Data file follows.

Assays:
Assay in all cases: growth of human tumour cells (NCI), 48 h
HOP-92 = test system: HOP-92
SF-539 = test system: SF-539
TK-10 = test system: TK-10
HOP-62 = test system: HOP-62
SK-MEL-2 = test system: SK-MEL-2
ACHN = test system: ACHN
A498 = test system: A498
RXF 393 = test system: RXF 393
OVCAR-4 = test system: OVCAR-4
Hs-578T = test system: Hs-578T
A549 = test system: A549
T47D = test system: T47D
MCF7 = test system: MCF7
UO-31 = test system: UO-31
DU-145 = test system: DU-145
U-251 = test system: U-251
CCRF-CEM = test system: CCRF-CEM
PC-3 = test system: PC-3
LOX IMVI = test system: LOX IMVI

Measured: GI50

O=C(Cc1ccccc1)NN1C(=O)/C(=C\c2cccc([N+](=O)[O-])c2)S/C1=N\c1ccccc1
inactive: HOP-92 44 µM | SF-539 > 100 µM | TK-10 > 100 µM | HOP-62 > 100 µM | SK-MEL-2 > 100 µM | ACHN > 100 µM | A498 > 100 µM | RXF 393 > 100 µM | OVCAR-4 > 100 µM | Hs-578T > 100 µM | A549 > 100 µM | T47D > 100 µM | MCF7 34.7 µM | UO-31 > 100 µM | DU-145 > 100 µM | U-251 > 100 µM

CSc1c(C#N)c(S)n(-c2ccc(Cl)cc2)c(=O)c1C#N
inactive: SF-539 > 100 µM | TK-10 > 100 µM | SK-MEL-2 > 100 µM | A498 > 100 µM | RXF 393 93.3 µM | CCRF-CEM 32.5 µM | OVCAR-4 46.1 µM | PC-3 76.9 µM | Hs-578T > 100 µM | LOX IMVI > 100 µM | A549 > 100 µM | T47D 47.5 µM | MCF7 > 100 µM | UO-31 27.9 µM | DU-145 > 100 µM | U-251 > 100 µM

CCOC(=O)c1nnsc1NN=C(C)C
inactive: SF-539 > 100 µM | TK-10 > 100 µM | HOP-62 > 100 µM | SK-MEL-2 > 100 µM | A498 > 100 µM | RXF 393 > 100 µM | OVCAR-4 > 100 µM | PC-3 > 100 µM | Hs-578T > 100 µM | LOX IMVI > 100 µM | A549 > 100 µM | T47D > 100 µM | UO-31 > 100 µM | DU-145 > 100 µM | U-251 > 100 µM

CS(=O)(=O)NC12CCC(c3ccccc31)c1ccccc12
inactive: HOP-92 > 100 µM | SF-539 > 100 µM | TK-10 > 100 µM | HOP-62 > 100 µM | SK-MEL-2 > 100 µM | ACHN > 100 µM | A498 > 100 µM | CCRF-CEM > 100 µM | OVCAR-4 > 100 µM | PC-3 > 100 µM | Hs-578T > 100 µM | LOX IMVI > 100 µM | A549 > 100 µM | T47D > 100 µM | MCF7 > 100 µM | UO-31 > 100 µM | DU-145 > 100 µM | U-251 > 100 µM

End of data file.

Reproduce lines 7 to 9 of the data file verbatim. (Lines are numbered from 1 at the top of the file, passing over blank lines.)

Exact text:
SK-MEL-2 = test system: SK-MEL-2
ACHN = test system: ACHN
A498 = test system: A498